In the end, Mann, Bradley, and Hughes were able to avoid the worst  possible outcomes of this partisan governmental intrusion into science,  because the Republican chair of the House Committee on Science, Sherwood Boerlert, objected to Barton and Whitfield's harassment of scientists.  The standoff between powerful Republicans was widely covered in the national and foreign press and eventually led to the National Academy of Science investigating the issue and larger issues related to climate change research.  Unsurprisingly, the National Academy of Science found the MBH graph supported by "an array of evidence."  Barton continued to harass Mann, Bradley, and Hughes over the graph, but the real threats to their work were largely over.

This incident is merely one of many efforts by the climate crisis deniers to attack the scientist who are working to understand the dangers we face with the continued pollution of our atmosphere with greenhouse gases.  While it is quite valuable to read Bradley's insider account of the "hockey stick" debate, one is left wishing he had included more information about other incidents.  He does provide some detail on the theft of emails from several climate scientists (most prominently Phil Jones) that were made public just prior to the Copenhagen UN climate summit in 2009.  Bradley also briefly describes the harassment of Ben Santer, the lead author of Chapter 8 of the second IPCC Assessment Report (1996). Chapter 8 focused on the causes of climate change.  Its qualified conclusions were that "the balance of evidence suggests that there is a discernible human influence on global climate."  We now know this beyond any doubt, but this was one of the first times that anthropogenic climate change was so publicly endorsed.  The reaction was swift and ruthless from the carbon industry lobbyists and libertarian bloggers.  Santer's work was said to be the result of a "corruption of the peer-review process."  Fortunately for Santer, the criticisms did not result in governmental harassment as occurred in the "hockey stick" and stolen email affairs and the overwhelming evidence of the human impact on the climate has made his critics look utterly foolish, but not before causing him a great deal of headache and unnecessary distraction.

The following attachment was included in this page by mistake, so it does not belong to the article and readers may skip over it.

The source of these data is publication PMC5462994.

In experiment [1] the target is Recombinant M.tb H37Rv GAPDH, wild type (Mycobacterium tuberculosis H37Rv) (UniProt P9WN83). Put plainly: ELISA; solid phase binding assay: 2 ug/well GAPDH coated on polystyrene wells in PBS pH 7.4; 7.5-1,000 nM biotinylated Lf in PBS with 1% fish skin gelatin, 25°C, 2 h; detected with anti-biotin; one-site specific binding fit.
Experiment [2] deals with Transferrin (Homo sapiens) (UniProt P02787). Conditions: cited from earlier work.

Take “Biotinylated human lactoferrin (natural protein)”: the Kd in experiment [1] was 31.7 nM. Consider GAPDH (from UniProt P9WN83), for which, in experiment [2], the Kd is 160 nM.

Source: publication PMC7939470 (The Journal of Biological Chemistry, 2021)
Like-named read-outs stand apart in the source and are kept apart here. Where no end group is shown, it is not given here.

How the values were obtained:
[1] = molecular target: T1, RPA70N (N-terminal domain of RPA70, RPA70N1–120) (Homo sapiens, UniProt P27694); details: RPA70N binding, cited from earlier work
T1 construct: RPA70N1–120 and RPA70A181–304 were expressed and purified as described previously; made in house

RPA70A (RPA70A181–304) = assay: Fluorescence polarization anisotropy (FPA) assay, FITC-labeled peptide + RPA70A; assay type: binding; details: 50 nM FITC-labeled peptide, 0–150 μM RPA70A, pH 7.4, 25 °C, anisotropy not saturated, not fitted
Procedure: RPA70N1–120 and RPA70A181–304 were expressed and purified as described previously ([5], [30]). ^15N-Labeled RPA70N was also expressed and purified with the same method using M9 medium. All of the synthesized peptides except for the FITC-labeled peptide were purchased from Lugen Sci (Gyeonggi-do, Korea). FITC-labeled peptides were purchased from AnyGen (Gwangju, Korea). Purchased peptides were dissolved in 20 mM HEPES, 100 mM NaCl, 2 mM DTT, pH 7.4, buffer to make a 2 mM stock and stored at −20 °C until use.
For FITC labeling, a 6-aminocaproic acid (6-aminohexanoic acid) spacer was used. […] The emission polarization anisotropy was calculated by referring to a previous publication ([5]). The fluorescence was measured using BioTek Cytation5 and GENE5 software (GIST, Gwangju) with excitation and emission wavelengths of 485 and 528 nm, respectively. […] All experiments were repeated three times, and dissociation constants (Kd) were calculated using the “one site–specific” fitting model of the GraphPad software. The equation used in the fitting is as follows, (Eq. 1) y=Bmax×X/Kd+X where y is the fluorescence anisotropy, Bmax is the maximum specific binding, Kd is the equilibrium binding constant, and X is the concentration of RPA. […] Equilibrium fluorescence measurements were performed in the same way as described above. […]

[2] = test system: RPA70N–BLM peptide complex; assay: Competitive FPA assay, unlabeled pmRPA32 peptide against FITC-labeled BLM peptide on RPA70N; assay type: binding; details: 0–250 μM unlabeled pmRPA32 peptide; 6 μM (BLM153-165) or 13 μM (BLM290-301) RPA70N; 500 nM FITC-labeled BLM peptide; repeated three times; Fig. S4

It is commendable perhaps that Bradley sticks to his first hand experiences with his Nature graph, but asking Jones and Santer to give him a brief account of their experiences that he could fold into his book would have helped establish his main argument that partisan political intrusions into the conduct of science is common and significant and that in order for public policy on climate change to be based on an accurate understanding of the physical world, we must insist that politicians stay out of the scientific debates.  We must allow the tried and true methods of scientific enquiry to light our way toward solutions to our mounting environmental problems.

Bradley's book is a welcome contribution to understanding how politics is interfering with science.  Perhaps the best book on this subject,however, is Merchants of Doubt: How a Handful of Scientists Obscured the Truth on Issues from Tobacco Smoke to Global Warming by Naomi Oreskes and Erik M. Conway (reviewed in this blog).